Sackings after abuse of elderly

The personnel director of North
Lakeland Healthcare NHS Trust has been sacked along with other senior staff for
management failures which led to abuse of elderly patients at a former hospital
in Carlisle.

Catherine McCreadie, the personnel
director, along with trust chairwoman Mary Styth and chief executive Alan Place
lost their jobs after an eight-month investigation into the trust.

A report from the Commission for
Health Improvement published last week criticised managers for "an absence
of effective and corporate management and clinical governance, a whole systems
failure."

Staff said McCreadie "was able
to dictate staffing levels and the skills mix of staff without reference to
clinical advice" and there was "no adequate system for identifying
and prioritising clinical staff training and education needs". Both
McCreadie and Place can appeal against their dismissal.

The trust introduced a
whistleblowing policy three years after the first complaints surfaced, but the
report found that despite this staff were pilloried by others after they raised
concerns about the abuse of elderly patients (see box).

Some bad practices were so
institutionalised they had become the norm, and at least one employee who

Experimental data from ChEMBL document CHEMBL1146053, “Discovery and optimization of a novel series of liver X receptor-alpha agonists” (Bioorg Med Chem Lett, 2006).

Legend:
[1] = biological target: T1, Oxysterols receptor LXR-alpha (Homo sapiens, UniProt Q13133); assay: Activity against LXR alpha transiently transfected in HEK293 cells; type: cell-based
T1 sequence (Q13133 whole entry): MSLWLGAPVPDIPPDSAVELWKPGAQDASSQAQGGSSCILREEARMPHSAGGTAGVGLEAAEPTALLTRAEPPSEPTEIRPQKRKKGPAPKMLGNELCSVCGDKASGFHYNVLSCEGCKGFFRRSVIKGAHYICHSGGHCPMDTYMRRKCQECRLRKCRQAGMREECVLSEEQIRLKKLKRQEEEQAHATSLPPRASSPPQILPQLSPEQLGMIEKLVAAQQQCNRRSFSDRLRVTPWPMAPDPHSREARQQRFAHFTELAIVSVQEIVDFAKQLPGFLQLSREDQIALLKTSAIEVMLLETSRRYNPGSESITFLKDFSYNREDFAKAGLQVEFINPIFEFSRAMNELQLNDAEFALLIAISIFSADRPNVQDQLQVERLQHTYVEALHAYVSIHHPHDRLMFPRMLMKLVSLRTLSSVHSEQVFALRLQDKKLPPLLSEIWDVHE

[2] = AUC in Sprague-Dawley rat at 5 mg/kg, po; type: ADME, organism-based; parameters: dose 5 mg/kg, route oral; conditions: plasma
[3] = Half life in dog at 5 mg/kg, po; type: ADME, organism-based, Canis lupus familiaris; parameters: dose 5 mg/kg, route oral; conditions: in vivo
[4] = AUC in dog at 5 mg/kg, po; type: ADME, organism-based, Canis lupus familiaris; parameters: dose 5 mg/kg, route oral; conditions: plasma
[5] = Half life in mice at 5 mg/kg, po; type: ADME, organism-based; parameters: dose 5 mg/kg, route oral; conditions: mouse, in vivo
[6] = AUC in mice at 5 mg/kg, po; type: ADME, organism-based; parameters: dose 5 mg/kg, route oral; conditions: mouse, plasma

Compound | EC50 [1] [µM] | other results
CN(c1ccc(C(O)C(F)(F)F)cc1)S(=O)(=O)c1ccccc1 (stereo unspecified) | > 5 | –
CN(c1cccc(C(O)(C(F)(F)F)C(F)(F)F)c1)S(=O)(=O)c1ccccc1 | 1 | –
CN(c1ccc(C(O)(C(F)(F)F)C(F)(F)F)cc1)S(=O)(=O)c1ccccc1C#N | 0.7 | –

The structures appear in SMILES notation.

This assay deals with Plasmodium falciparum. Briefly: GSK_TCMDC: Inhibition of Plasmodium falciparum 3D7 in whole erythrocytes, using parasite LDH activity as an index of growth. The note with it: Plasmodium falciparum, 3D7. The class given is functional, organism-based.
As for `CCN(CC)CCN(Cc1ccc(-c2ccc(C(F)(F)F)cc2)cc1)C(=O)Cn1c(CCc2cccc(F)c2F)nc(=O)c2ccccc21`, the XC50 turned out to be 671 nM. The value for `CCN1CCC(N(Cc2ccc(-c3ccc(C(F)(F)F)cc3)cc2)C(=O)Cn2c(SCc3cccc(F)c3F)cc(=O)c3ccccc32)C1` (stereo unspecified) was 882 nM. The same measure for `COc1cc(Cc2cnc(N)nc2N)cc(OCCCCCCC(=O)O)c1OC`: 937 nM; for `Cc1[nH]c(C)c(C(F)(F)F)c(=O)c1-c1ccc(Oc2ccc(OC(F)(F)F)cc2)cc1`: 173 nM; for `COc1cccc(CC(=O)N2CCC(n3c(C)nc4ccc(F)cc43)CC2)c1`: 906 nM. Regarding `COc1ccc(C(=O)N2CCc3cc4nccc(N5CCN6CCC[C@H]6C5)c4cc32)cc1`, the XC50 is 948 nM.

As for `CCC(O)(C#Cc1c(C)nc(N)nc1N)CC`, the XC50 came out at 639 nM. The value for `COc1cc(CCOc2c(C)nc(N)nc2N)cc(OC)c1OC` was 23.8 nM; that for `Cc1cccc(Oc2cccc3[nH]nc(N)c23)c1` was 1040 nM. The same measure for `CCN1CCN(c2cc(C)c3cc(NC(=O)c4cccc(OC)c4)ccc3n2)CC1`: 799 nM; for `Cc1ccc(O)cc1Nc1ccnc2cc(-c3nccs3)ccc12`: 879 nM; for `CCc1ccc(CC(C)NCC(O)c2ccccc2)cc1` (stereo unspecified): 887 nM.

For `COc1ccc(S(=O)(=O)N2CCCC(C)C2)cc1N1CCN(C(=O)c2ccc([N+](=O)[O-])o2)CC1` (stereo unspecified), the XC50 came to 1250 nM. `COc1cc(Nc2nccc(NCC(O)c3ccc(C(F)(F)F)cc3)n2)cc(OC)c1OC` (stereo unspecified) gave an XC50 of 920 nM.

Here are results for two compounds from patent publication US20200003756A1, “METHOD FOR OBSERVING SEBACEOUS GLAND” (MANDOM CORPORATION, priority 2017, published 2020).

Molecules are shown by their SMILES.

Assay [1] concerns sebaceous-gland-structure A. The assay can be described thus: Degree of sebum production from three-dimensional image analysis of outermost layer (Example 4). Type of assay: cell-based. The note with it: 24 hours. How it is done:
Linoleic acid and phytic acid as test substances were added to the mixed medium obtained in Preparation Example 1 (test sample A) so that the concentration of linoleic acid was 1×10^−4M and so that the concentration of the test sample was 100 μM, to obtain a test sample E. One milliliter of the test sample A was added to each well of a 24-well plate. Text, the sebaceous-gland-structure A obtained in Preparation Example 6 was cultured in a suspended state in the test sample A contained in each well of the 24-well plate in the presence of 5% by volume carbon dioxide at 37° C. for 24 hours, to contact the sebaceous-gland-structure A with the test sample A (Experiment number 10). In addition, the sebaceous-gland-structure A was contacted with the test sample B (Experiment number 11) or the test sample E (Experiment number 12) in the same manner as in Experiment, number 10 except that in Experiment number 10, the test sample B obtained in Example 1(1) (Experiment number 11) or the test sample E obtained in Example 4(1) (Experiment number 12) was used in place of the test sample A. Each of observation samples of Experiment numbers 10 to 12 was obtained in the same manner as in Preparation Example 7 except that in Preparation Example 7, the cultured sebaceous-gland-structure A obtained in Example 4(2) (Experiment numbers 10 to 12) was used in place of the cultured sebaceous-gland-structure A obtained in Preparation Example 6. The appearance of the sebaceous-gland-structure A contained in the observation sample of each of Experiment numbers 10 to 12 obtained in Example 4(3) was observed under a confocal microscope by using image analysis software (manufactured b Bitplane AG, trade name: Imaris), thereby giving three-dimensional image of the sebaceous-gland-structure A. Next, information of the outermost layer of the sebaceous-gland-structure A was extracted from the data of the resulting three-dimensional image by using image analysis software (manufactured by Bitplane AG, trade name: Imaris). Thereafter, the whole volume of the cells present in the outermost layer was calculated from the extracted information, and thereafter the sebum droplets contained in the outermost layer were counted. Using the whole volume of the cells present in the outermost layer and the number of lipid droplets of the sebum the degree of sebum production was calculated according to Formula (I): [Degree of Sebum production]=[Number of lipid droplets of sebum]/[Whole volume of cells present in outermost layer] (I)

received a warning of abuse of patients said they thought the Sister’s word was
law.

The trust was described as
"physically, emotionally and educationally isolated" and
"inward-looking, unresponsive and even secretive".

Acting chief executive Nigel
Woodcock said, "Major steps have already been taken to improve management
arrangements as well as the culture of the trust to ensure the quality of
patient care is of a consistently high standard."

Lessons on blowing the whistle at
work

The Commission for Health
Improvement has recommended that North Lakeland Healthcare NHS staff be trained
in the whistleblower policy introduced in 1999. It said, "Disciplining or
victimisation of anyone making allegations of malpractice in good faith would
constitute a disciplinary offence and be treated accordingly."

Student nurses first complained
about patients being tied to commodes at the hospital in 1996 but the
complaints were not acted on. Two years later, two nurses reported that
patients were being deprived of clothing, blankets and ordinary food and fed
while sitting on commodes. A year later the whistleblower policy was introduced
by the trust but it failed to prevent scapegoating.

Public Concern at Work runs a free
helpline for whistleblowers on 020-7404 6609 www.pcaw.co.uk

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